In this pithy, inspiring book, Pema ChOdrOn presents the Buddhist concept of "shenpa," which can be translated as "getting stuck" or "getting hooked." "Shenpa "arises in that moment when life suddenly becomes disappointing, difficult, or painful. Perhaps someone criticizes your work, your appearance, or your child. Something within you tightens, shuts down. That's "shenpa." After we tighten, we instinctively start to blame ourselves or others. We might get angry and lash out at others in words or actions. Or we might reach for a cigarette, a drink, or some other addictive substance to numb our pain. ChOdrOn shows us that our habitual reactions to life's difficulties keep us locked in cycles of suffering.
In "Taking the Leap" she shows us a new way of responding to life's upsets: learning to stay present. Rather than habitually running from life's hurts, you can actually stop and open your heart, thereby discovering true courage and compassion. This book presents "the four R's" of working with "shenpa" recognizing, refraining, relaxing, and resolving. With her characteristic warmth and encouragement, Pema ChOdrOn offers transformational teachings and practices that readers can immediately put to use in their daily lives.
About the Author
Pema Chodron_ is an American-born Buddhist nun and the author of many spiritual classics, including When Things Fall Apart (Shambhala, 2002), The Places that Scare You (Shambhala, 2004), and Taking the Leap (Shambhala, 2009). She serves as resident teacher at Gampo Abbey Monastery in Nova Scotia and is a student of Dzigar Kongtrul and the late Chogyam Trungpa. See pemachodronfoundation.org.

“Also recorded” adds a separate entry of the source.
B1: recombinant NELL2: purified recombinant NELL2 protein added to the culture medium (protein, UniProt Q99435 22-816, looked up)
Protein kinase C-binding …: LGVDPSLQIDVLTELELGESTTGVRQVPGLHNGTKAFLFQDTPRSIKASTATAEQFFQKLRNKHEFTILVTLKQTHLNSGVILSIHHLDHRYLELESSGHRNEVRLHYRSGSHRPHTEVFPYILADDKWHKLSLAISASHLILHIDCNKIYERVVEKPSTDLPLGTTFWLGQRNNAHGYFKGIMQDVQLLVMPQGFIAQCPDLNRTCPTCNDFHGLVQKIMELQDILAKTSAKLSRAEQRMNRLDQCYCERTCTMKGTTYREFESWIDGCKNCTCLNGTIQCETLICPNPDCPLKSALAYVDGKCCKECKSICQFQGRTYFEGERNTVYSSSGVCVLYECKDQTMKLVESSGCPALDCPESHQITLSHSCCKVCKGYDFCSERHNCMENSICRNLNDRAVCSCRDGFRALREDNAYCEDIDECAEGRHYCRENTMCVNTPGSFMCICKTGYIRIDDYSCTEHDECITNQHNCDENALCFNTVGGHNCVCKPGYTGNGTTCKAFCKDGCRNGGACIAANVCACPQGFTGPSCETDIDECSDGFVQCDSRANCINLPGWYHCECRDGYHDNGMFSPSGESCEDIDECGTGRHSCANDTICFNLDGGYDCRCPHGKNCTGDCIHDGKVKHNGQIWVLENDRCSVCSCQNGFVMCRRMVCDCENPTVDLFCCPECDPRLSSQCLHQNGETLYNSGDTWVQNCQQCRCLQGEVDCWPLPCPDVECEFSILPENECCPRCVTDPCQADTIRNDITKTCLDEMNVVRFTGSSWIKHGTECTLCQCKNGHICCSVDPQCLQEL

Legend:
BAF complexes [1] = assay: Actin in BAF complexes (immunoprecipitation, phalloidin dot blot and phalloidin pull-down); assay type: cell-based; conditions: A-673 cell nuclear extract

Sandy Boucher, writer/teacher/consultant, participated wholeheartedly in the Women's Liberation and antinuclear movements. Twenty-five years ago she entered upon a Buddhist path and soon became a spokesperson for Buddhist women in America, as well as a teacher and meditation retreat leader. In 2006, she was named an "Outstanding Woman in Buddhism" at the United Nations in Bangkok, Thailand. Author of eight books and recipient of a National Endowment for the Arts fellowship in Literature, she earned a Masters degree in the History and Phenomenology of Religion at the Graduate Theological Union in Berkeley, California. She has traveled widely in Asia, and spent a period as a Buddhist nun in Sri Lanka. She has been pursuing her Vipassana meditation practice for 25 years, and has been teaching writing and meditation almost as long. She serves as a contributing editor to Persimmon Tree, an online literary magaazine by women over sixty. Most recently, she published a book about the Theravada Buddhist pioneer teacher Ruth Denison, called Dancing in the Dharma.
“This short guide provides valuable tools for change in uncertain times.”—Publishers Weekly